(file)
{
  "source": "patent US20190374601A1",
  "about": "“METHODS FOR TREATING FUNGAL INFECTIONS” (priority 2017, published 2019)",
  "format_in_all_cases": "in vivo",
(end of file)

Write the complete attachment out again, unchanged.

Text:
{
  "source": "patent US20190374601A1",
  "about": "“METHODS FOR TREATING FUNGAL INFECTIONS” (priority 2017, published 2019)",
  "format_in_all_cases": "in vivo",